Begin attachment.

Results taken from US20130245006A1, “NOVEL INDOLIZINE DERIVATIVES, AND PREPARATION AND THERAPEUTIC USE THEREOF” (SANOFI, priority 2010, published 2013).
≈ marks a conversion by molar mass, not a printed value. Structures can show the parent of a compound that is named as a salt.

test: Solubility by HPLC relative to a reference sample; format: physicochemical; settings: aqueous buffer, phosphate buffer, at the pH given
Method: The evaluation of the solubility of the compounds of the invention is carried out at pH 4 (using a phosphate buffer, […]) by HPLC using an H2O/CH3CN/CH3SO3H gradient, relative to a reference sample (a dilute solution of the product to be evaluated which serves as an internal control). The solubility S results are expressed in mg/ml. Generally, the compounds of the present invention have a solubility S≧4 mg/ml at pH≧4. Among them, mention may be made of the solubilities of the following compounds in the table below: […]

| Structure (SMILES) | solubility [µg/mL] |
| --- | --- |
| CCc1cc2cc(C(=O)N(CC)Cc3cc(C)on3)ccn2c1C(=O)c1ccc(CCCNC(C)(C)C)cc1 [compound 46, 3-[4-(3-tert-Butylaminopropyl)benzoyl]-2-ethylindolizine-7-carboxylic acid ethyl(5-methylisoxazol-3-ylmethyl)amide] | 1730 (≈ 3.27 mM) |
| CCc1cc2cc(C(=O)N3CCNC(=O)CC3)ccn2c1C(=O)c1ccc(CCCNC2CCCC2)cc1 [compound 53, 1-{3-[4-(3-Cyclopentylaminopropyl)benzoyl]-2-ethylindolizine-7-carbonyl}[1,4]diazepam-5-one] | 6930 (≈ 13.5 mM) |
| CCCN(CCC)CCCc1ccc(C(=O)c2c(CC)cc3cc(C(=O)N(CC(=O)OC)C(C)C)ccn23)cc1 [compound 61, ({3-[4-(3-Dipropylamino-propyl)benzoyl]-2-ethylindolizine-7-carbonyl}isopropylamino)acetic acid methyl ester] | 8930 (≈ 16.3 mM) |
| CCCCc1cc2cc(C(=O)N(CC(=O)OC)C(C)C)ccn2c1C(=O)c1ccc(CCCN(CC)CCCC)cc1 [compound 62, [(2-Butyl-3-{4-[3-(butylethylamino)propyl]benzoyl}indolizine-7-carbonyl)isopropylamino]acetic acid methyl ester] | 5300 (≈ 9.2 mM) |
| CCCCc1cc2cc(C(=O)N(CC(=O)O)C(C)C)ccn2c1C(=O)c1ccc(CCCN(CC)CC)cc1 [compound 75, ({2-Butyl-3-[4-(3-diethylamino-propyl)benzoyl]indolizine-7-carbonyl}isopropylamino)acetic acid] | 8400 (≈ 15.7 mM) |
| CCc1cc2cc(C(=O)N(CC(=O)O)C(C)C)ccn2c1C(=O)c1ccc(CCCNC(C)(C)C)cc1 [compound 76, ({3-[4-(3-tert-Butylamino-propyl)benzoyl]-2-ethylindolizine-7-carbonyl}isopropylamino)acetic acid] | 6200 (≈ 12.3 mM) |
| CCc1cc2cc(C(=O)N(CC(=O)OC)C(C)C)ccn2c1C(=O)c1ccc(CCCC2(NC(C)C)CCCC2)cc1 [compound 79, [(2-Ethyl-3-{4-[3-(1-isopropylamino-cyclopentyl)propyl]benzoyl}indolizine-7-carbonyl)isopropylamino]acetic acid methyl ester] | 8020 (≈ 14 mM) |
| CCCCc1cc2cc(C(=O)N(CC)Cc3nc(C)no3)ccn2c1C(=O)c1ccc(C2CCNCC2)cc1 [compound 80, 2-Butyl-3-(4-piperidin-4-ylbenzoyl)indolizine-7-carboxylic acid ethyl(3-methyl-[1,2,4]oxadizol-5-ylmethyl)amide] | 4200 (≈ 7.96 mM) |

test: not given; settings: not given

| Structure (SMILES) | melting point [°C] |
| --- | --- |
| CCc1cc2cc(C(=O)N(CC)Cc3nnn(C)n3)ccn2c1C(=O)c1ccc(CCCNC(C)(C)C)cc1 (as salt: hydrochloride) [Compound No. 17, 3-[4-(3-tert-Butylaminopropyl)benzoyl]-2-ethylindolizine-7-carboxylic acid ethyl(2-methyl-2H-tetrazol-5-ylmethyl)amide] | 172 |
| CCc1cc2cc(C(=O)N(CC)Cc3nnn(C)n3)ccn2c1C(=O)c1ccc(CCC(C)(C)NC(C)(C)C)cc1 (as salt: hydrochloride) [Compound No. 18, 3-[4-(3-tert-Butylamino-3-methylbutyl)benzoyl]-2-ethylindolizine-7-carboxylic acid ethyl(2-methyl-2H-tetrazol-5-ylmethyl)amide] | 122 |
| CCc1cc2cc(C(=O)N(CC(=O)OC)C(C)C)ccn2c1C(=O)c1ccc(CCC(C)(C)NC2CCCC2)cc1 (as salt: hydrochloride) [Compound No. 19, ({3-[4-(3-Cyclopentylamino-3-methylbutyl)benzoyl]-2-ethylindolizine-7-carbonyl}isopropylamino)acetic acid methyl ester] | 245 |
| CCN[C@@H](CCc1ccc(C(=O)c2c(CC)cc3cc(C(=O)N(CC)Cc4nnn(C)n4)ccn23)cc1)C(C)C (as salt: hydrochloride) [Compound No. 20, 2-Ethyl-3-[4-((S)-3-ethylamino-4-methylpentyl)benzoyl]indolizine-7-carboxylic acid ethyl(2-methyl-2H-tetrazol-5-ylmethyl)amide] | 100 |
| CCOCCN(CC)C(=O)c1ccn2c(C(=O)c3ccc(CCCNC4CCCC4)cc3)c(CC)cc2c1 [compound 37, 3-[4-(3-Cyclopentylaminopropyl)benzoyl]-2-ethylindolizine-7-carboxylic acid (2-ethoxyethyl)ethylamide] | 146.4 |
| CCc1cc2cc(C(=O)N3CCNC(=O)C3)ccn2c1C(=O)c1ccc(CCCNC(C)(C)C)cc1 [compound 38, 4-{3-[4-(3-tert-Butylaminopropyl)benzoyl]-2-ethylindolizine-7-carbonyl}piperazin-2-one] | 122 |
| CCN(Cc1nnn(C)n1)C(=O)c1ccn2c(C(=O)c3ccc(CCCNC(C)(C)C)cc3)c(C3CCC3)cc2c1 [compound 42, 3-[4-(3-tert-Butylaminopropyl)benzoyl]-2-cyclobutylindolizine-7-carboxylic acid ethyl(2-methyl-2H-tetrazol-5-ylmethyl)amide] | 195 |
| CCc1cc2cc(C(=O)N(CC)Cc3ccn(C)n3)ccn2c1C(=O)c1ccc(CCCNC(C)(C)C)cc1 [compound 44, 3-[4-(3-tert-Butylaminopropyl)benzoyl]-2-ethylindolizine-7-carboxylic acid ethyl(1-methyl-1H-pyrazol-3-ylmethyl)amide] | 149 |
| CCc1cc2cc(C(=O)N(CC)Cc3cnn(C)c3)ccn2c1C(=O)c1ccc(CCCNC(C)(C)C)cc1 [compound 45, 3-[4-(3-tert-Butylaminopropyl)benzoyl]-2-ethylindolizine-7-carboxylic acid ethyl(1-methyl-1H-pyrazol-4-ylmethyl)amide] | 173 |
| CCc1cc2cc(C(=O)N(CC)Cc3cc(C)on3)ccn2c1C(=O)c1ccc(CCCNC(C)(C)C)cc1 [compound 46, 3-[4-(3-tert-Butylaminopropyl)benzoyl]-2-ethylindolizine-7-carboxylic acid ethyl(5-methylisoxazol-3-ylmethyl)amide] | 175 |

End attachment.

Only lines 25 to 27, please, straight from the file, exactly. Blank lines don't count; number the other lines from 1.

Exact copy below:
| CCc1cc2cc(C(=O)N(CC)Cc3ccn(C)n3)ccn2c1C(=O)c1ccc(CCCNC(C)(C)C)cc1 [compound 44, 3-[4-(3-tert-Butylaminopropyl)benzoyl]-2-ethylindolizine-7-carboxylic acid ethyl(1-methyl-1H-pyrazol-3-ylmethyl)amide] | 149 |
| CCc1cc2cc(C(=O)N(CC)Cc3cnn(C)c3)ccn2c1C(=O)c1ccc(CCCNC(C)(C)C)cc1 [compound 45, 3-[4-(3-tert-Butylaminopropyl)benzoyl]-2-ethylindolizine-7-carboxylic acid ethyl(1-methyl-1H-pyrazol-4-ylmethyl)amide] | 173 |
| CCc1cc2cc(C(=O)N(CC)Cc3cc(C)on3)ccn2c1C(=O)c1ccc(CCCNC(C)(C)C)cc1 [compound 46, 3-[4-(3-tert-Butylaminopropyl)benzoyl]-2-ethylindolizine-7-carboxylic acid ethyl(5-methylisoxazol-3-ylmethyl)amide] | 175 |